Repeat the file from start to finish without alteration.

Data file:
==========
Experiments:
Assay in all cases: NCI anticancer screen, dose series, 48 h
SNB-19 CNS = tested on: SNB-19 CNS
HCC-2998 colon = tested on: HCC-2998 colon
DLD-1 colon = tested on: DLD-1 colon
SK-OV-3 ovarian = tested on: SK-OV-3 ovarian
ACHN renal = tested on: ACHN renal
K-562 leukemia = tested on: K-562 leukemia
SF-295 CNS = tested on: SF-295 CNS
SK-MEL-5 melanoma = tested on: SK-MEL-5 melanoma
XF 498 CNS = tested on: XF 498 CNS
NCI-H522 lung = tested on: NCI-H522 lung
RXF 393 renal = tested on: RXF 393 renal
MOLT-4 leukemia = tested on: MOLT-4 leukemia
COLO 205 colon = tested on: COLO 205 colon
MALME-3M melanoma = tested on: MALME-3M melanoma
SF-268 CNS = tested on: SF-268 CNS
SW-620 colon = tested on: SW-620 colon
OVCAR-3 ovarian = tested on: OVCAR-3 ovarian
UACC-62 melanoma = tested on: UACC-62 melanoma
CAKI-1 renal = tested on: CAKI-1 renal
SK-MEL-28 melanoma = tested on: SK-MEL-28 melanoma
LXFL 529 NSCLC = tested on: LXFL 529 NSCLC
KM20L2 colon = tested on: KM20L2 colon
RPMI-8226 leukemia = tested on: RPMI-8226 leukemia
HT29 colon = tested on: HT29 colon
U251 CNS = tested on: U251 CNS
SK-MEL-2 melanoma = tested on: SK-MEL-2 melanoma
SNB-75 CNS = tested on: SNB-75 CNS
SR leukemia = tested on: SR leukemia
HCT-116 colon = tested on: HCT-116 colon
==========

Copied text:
Experiments:
Assay in all cases: NCI anticancer screen, dose series, 48 h
SNB-19 CNS = tested on: SNB-19 CNS
HCC-2998 colon = tested on: HCC-2998 colon
DLD-1 colon = tested on: DLD-1 colon
SK-OV-3 ovarian = tested on: SK-OV-3 ovarian
ACHN renal = tested on: ACHN renal
K-562 leukemia = tested on: K-562 leukemia
SF-295 CNS = tested on: SF-295 CNS
SK-MEL-5 melanoma = tested on: SK-MEL-5 melanoma
XF 498 CNS = tested on: XF 498 CNS
NCI-H522 lung = tested on: NCI-H522 lung
RXF 393 renal = tested on: RXF 393 renal
MOLT-4 leukemia = tested on: MOLT-4 leukemia
COLO 205 colon = tested on: COLO 205 colon
MALME-3M melanoma = tested on: MALME-3M melanoma
SF-268 CNS = tested on: SF-268 CNS
SW-620 colon = tested on: SW-620 colon
OVCAR-3 ovarian = tested on: OVCAR-3 ovarian
UACC-62 melanoma = tested on: UACC-62 melanoma
CAKI-1 renal = tested on: CAKI-1 renal
SK-MEL-28 melanoma = tested on: SK-MEL-28 melanoma
LXFL 529 NSCLC = tested on: LXFL 529 NSCLC
KM20L2 colon = tested on: KM20L2 colon
RPMI-8226 leukemia = tested on: RPMI-8226 leukemia
HT29 colon = tested on: HT29 colon
U251 CNS = tested on: U251 CNS
SK-MEL-2 melanoma = tested on: SK-MEL-2 melanoma
SNB-75 CNS = tested on: SNB-75 CNS
SR leukemia = tested on: SR leukemia
HCT-116 colon = tested on: HCT-116 colon